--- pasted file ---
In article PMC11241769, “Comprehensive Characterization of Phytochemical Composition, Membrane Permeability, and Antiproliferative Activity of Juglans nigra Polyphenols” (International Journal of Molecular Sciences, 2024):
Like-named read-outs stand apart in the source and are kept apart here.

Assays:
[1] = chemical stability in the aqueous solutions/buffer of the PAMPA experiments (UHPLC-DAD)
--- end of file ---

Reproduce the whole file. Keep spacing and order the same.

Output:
In article PMC11241769, “Comprehensive Characterization of Phytochemical Composition, Membrane Permeability, and Antiproliferative Activity of Juglans nigra Polyphenols” (International Journal of Molecular Sciences, 2024):
Like-named read-outs stand apart in the source and are kept apart here.

Assays:
[1] = chemical stability in the aqueous solutions/buffer of the PAMPA experiments (UHPLC-DAD)